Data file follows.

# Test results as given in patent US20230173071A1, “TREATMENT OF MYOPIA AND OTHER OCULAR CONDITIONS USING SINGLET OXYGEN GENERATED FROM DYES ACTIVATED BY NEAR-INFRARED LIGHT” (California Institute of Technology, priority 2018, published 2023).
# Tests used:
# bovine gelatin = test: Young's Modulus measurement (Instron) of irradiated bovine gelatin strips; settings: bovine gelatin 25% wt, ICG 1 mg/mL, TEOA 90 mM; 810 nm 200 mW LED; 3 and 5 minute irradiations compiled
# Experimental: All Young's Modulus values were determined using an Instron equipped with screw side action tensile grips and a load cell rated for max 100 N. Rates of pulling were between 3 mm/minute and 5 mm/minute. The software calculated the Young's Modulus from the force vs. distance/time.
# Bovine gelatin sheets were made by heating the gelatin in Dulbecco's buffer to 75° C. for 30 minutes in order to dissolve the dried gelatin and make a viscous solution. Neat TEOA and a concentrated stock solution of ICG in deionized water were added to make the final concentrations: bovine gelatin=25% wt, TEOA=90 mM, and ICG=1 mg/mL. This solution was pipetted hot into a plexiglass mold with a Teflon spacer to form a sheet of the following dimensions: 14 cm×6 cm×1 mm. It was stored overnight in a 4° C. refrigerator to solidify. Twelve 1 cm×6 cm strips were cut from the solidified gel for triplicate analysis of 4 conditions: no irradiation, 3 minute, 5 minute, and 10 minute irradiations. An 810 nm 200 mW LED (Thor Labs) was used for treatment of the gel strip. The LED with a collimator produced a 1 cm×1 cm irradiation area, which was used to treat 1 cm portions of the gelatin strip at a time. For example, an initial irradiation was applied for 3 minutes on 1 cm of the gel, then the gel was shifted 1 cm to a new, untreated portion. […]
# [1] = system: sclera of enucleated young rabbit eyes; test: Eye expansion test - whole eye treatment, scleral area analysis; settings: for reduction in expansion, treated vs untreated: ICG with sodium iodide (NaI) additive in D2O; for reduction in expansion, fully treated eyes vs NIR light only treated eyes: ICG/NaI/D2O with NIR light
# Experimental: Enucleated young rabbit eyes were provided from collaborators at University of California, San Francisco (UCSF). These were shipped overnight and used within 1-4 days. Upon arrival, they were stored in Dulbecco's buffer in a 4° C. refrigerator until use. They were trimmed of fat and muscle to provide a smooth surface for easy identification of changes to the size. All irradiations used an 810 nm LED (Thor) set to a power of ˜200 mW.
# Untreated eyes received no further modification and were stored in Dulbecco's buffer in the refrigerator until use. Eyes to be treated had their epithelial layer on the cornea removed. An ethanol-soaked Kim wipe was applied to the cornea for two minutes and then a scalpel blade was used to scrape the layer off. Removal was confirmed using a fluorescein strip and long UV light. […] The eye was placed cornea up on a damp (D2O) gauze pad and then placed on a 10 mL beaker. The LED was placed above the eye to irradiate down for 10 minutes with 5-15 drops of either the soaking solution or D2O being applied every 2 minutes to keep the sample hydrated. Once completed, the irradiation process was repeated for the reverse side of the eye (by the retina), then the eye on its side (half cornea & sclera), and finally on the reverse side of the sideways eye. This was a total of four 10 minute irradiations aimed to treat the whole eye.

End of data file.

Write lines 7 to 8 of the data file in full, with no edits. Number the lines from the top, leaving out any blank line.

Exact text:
# Experimental: Enucleated young rabbit eyes were provided from collaborators at University of California, San Francisco (UCSF). These were shipped overnight and used within 1-4 days. Upon arrival, they were stored in Dulbecco's buffer in a 4° C. refrigerator until use. They were trimmed of fat and muscle to provide a smooth surface for easy identification of changes to the size. All irradiations used an 810 nm LED (Thor) set to a power of ˜200 mW.
# Untreated eyes received no further modification and were stored in Dulbecco's buffer in the refrigerator until use. Eyes to be treated had their epithelial layer on the cornea removed. An ethanol-soaked Kim wipe was applied to the cornea for two minutes and then a scalpel blade was used to scrape the layer off. Removal was confirmed using a fluorescein strip and long UV light. […] The eye was placed cornea up on a damp (D2O) gauze pad and then placed on a 10 mL beaker. The LED was placed above the eye to irradiate down for 10 minutes with 5-15 drops of either the soaking solution or D2O being applied every 2 minutes to keep the sample hydrated. Once completed, the irradiation process was repeated for the reverse side of the eye (by the retina), then the eye on its side (half cornea & sclera), and finally on the reverse side of the sideways eye. This was a total of four 10 minute irradiations aimed to treat the whole eye.